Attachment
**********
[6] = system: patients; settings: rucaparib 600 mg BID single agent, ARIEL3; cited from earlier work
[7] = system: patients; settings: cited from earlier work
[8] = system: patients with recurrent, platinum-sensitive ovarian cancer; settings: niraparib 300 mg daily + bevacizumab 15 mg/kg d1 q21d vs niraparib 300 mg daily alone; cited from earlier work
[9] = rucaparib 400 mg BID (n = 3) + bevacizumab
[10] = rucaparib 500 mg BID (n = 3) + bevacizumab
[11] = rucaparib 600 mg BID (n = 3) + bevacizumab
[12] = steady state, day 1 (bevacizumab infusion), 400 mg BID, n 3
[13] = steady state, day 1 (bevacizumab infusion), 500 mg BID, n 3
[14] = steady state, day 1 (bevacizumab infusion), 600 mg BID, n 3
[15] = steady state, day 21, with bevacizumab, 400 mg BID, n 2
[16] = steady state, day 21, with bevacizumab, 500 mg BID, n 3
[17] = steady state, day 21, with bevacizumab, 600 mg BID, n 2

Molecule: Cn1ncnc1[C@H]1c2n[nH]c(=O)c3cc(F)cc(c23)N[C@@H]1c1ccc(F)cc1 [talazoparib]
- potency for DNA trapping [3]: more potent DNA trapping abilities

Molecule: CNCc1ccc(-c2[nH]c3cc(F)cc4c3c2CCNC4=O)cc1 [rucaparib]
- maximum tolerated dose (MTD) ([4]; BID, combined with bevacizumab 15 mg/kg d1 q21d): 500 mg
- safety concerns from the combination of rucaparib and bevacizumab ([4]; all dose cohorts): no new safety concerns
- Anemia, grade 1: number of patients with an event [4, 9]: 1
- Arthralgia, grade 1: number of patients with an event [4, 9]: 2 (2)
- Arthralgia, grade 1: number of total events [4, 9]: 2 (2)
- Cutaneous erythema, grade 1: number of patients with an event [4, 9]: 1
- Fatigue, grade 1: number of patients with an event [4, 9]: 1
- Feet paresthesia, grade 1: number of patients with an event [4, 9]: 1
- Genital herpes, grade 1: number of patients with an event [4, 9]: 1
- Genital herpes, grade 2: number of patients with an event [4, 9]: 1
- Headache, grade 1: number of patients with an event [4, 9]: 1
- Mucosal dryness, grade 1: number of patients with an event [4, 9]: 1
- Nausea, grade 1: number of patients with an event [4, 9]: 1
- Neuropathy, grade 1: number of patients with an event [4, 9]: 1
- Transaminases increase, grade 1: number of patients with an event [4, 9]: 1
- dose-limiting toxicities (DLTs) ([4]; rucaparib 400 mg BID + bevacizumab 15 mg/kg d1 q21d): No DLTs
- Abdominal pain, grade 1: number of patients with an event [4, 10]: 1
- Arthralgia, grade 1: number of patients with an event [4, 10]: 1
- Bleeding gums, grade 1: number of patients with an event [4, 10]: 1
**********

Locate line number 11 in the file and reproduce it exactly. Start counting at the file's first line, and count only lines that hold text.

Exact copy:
[16] = steady state, day 21, with bevacizumab, 500 mg BID, n 3